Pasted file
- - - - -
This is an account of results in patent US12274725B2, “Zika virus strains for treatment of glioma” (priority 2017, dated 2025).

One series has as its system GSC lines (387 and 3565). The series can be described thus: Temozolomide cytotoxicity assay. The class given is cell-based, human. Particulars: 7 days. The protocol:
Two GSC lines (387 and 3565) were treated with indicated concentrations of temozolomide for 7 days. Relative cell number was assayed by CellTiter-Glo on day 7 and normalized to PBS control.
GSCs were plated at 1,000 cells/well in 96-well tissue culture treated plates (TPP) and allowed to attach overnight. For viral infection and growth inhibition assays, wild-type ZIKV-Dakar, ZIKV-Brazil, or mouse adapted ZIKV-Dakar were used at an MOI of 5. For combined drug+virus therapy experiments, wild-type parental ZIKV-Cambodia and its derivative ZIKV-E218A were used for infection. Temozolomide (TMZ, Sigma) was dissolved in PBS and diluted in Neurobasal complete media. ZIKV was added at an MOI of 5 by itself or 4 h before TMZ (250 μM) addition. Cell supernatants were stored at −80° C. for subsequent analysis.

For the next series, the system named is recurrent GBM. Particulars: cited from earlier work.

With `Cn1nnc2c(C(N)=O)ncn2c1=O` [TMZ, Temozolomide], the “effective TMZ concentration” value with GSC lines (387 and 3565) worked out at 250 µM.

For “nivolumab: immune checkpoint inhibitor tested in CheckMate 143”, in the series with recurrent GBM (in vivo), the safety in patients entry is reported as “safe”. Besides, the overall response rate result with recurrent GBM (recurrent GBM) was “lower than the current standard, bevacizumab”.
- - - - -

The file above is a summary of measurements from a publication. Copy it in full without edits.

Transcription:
This is an account of results in patent US12274725B2, “Zika virus strains for treatment of glioma” (priority 2017, dated 2025).

One series has as its system GSC lines (387 and 3565). The series can be described thus: Temozolomide cytotoxicity assay. The class given is cell-based, human. Particulars: 7 days. The protocol:
Two GSC lines (387 and 3565) were treated with indicated concentrations of temozolomide for 7 days. Relative cell number was assayed by CellTiter-Glo on day 7 and normalized to PBS control.
GSCs were plated at 1,000 cells/well in 96-well tissue culture treated plates (TPP) and allowed to attach overnight. For viral infection and growth inhibition assays, wild-type ZIKV-Dakar, ZIKV-Brazil, or mouse adapted ZIKV-Dakar were used at an MOI of 5. For combined drug+virus therapy experiments, wild-type parental ZIKV-Cambodia and its derivative ZIKV-E218A were used for infection. Temozolomide (TMZ, Sigma) was dissolved in PBS and diluted in Neurobasal complete media. ZIKV was added at an MOI of 5 by itself or 4 h before TMZ (250 μM) addition. Cell supernatants were stored at −80° C. for subsequent analysis.

For the next series, the system named is recurrent GBM. Particulars: cited from earlier work.

With `Cn1nnc2c(C(N)=O)ncn2c1=O` [TMZ, Temozolomide], the “effective TMZ concentration” value with GSC lines (387 and 3565) worked out at 250 µM.

For “nivolumab: immune checkpoint inhibitor tested in CheckMate 143”, in the series with recurrent GBM (in vivo), the safety in patients entry is reported as “safe”. Besides, the overall response rate result with recurrent GBM (recurrent GBM) was “lower than the current standard, bevacizumab”.